Eynon, Diane E

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  • Publication
    Interpreting the Economic Growth and Development Policies of Post-Apartheid South Africa: Its Influence on Higher Education and Prospects for Women
    (2010-01-01) Eynon, Diane E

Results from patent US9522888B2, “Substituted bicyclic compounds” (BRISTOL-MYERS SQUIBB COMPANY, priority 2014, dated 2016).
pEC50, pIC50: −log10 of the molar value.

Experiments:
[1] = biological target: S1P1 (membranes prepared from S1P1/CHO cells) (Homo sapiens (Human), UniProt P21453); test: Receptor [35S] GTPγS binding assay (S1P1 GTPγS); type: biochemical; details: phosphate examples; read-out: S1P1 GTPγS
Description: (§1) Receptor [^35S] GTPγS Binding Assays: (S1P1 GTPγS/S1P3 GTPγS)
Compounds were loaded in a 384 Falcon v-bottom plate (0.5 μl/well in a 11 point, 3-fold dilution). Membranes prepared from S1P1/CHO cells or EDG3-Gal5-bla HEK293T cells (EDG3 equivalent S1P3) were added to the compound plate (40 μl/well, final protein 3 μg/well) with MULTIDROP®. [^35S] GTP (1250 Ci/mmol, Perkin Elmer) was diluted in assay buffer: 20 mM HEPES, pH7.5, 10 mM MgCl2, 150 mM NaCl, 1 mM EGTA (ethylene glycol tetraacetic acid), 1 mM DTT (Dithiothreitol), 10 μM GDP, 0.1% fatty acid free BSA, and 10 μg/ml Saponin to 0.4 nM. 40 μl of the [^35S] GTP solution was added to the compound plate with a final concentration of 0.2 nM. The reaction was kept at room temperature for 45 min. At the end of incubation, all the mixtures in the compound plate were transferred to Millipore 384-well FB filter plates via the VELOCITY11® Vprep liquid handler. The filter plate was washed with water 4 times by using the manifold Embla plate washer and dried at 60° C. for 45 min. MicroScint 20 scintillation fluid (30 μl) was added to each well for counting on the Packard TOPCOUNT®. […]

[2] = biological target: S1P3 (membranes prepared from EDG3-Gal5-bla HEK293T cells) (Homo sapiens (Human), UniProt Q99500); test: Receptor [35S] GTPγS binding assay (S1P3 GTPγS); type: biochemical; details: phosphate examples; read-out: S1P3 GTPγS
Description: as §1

This dissertation is structured as a critical policy analysis employing historical methods. It examines how the post apartheid government's economic growth and development polices have informed the higher education system and how this has changed women's financial, occupational, political, social, and educational prospects in South Africa. Through the telling of this history, the paper provides understanding of the relationship between economic growth and development, higher education, and women within the social, cultural, and political context of the country from 1994 to the present. This is also a story about the lives of South African women. It examines how South Africa's patriarchal culture, the apartheid system, and the 1996 constitution and other government gender specific initiatives have influenced the lives of women, especially Black South African women. What this study does is to bring understanding as to why, despite one of the world's best written and designed policy frameworks for women's empowerment and gender equality and a constitution based on non-sexism, a significant number of women continue to live in poverty, have higher incidences of HIV/AIDS, are increasingly victims of rape and violence, and continue to experience low graduation rates. By recognizing and understanding why women continue to face significant challenges, thirteen years after the establishment of a national framework for women's empowerment and gender equality, we can chip away at the poverty, low graduation rates, and violence that are still pervasive in South Africa. This study did not attempt to find the answers or solutions to the pressing economic, education, and gender issues facing South Africa today. The primary focus is on understanding the relationship between economic growth and development and higher education policies and how they have changed women's prospects. Although race is often the lens used when examining the country's past and current opportunities and challenges, this study takes a different perspective and looks at the country through the framework of gender.